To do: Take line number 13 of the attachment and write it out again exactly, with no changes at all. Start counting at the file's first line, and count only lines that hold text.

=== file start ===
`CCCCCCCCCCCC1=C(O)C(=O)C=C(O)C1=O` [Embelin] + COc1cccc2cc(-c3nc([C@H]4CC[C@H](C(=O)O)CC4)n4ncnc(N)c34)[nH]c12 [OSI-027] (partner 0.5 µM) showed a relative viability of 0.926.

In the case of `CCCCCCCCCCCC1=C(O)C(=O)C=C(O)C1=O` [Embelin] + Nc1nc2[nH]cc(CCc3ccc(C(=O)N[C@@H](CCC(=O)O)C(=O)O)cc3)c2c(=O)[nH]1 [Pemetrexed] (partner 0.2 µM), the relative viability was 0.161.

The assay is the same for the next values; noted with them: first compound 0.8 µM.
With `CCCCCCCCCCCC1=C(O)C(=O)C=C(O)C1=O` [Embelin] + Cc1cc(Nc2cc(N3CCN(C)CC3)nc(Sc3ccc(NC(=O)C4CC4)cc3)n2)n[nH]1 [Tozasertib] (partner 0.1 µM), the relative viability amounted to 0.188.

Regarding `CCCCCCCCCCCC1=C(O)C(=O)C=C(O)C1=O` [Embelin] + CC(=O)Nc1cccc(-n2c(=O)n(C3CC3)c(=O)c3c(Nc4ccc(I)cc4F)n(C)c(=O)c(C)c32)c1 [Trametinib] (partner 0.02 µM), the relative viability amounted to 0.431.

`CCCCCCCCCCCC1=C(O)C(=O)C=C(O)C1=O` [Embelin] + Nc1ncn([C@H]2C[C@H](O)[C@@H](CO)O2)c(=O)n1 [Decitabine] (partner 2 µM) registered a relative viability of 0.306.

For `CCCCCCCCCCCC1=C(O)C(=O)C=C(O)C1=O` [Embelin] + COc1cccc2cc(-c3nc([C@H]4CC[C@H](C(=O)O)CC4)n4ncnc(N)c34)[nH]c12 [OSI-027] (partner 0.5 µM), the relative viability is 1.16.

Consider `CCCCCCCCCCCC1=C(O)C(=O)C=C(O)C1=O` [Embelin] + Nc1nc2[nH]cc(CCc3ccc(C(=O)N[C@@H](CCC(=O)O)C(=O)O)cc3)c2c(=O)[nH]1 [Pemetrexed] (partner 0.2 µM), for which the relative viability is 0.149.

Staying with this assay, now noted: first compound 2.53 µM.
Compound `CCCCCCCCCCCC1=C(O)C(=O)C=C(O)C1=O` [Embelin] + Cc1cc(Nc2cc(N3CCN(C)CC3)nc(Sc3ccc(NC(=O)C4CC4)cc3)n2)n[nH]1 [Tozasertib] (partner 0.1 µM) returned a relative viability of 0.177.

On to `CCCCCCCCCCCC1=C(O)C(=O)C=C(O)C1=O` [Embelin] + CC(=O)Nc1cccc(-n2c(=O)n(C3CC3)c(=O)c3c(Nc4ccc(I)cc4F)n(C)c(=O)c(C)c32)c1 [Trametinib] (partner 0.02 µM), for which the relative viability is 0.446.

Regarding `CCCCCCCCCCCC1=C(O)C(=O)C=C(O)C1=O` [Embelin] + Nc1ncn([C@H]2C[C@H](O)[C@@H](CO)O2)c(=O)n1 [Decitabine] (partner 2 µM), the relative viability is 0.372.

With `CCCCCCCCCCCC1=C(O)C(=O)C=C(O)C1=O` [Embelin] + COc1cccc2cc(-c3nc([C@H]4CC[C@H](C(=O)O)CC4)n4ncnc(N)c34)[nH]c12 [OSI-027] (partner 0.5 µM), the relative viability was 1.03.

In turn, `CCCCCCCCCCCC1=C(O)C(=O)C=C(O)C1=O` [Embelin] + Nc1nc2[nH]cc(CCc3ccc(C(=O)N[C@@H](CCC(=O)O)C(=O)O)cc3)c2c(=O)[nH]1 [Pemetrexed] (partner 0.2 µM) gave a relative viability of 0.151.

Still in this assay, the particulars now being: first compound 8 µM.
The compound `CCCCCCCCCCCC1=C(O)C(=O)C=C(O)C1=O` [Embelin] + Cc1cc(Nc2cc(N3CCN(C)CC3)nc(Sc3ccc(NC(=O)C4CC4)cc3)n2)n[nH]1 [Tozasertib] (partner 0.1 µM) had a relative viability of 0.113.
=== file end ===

With `CCCCCCCCCCCC1=C(O)C(=O)C=C(O)C1=O` [Embelin] + COc1cccc2cc(-c3nc([C@H]4CC[C@H](C(=O)O)CC4)n4ncnc(N)c34)[nH]c12 [OSI-027] (partner 0.5 µM), the relative viability was 1.03.